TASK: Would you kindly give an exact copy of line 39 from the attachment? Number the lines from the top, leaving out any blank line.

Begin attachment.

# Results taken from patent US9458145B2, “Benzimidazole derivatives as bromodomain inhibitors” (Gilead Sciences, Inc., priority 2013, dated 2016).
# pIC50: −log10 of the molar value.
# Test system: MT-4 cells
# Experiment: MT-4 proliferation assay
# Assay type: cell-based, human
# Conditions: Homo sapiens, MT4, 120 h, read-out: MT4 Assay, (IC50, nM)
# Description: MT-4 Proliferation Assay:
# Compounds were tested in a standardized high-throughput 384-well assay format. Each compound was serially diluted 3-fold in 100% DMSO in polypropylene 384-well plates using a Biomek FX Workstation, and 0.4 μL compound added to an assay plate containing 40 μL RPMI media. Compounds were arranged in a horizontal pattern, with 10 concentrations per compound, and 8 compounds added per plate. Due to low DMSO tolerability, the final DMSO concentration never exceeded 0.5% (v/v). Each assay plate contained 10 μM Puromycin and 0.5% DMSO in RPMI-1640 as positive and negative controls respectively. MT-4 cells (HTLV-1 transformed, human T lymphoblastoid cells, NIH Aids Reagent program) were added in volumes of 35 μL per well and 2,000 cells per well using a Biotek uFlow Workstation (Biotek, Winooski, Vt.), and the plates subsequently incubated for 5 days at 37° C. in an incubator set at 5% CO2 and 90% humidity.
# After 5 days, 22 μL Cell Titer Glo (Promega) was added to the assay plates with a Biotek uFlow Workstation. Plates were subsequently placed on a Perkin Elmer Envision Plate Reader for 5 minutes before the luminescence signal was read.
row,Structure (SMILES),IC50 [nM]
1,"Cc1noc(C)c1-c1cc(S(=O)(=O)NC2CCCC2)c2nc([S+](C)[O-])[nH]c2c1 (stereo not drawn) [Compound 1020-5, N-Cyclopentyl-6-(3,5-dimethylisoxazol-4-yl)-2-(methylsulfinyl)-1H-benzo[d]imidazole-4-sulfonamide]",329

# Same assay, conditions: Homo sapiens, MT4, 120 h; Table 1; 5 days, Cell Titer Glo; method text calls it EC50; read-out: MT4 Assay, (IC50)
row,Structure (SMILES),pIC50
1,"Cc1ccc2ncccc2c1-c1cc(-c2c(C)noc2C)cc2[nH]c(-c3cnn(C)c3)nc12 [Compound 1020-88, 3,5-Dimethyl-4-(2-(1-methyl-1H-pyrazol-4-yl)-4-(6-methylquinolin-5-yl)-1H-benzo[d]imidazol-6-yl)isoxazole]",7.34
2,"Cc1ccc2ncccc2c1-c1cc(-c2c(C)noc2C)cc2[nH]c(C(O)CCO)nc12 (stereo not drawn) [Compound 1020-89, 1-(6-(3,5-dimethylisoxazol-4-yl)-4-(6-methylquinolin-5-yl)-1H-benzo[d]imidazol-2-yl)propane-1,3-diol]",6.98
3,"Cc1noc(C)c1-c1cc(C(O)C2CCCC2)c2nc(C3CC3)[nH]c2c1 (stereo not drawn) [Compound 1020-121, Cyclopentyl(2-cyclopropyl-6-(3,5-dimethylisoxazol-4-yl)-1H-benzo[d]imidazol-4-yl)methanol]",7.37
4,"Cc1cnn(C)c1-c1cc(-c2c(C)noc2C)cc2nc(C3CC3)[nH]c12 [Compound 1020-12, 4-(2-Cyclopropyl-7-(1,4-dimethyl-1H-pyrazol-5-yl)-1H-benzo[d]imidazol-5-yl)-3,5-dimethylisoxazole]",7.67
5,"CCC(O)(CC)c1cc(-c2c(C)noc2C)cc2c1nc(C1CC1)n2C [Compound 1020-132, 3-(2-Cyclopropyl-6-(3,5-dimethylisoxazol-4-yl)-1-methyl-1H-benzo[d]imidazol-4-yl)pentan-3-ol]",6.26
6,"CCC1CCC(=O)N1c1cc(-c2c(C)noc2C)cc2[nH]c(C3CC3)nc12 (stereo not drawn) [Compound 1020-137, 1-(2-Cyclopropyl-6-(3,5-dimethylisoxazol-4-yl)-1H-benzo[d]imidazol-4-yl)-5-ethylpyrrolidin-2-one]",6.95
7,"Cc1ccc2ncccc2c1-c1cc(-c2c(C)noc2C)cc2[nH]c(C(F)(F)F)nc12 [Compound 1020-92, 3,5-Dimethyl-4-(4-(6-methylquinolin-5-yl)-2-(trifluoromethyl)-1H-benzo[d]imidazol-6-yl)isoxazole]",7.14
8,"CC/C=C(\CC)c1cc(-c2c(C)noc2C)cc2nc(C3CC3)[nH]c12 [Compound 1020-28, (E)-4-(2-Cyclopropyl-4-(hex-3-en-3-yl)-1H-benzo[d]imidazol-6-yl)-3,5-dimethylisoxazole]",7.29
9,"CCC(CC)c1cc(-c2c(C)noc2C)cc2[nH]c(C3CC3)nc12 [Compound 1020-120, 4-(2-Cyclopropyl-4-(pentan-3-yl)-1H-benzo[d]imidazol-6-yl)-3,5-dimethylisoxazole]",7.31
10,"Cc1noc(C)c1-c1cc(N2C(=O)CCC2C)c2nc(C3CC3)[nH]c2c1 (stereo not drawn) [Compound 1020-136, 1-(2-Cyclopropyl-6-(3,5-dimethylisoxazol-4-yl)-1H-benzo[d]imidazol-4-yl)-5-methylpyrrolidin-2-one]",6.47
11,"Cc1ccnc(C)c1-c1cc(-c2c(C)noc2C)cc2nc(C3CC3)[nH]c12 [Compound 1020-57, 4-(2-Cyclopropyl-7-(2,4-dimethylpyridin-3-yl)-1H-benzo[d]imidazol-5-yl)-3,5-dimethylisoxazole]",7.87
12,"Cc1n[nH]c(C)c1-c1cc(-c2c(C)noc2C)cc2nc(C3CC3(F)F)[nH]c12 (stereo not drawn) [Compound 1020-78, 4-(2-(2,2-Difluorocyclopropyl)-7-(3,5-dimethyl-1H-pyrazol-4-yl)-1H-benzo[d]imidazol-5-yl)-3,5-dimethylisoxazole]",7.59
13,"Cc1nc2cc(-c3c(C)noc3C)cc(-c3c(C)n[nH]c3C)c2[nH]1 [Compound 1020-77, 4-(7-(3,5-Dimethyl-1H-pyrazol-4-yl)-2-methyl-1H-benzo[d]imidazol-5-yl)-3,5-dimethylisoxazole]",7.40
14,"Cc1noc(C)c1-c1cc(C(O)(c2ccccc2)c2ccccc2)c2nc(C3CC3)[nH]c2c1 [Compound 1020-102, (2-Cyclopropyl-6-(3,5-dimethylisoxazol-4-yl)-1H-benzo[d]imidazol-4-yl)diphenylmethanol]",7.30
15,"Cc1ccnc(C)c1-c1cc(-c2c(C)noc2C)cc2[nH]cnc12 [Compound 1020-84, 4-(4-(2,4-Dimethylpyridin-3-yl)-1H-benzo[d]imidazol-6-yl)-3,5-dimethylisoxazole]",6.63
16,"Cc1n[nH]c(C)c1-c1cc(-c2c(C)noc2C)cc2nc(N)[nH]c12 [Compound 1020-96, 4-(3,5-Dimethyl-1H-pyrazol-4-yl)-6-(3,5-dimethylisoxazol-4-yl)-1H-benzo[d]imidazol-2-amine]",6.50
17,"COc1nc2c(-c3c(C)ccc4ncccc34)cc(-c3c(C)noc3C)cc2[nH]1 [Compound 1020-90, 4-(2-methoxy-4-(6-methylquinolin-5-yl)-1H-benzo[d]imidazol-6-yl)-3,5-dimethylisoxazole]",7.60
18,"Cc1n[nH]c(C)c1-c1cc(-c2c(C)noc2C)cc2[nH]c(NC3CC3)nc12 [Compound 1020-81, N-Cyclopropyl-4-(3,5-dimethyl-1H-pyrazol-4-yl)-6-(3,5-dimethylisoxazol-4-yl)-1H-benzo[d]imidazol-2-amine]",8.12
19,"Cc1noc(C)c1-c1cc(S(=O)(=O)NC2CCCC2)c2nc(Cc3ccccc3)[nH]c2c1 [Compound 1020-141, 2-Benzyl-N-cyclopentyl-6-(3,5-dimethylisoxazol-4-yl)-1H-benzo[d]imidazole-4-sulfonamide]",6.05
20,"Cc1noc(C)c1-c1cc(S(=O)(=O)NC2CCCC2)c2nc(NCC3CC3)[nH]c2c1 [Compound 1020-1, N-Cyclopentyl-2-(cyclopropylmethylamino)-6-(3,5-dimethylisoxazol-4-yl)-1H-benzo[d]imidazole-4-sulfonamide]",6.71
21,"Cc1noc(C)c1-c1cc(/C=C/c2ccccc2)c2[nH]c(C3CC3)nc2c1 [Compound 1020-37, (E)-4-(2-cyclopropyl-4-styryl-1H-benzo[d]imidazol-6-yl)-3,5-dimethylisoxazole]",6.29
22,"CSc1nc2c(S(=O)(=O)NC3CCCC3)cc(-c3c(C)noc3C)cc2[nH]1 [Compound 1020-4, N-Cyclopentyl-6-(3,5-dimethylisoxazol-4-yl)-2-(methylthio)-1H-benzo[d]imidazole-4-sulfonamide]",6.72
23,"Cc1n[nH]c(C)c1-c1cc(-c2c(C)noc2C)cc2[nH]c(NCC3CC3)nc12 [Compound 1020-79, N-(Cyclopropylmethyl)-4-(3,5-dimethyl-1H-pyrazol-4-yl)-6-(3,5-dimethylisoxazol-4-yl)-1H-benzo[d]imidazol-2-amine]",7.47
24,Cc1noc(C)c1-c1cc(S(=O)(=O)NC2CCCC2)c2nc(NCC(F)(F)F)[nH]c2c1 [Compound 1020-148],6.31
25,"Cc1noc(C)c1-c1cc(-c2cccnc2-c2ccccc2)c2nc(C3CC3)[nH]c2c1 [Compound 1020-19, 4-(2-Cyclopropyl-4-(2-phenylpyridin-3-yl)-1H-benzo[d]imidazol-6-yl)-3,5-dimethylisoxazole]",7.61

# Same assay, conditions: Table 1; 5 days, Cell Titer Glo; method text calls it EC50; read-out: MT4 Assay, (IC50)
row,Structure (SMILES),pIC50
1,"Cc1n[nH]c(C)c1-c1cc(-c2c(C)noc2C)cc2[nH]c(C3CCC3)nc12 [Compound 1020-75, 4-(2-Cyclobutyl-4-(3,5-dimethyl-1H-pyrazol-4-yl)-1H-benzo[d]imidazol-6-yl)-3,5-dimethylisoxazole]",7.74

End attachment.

# Same assay, conditions: Table 1; 5 days, Cell Titer Glo; method text calls it EC50; read-out: MT4 Assay, (IC50)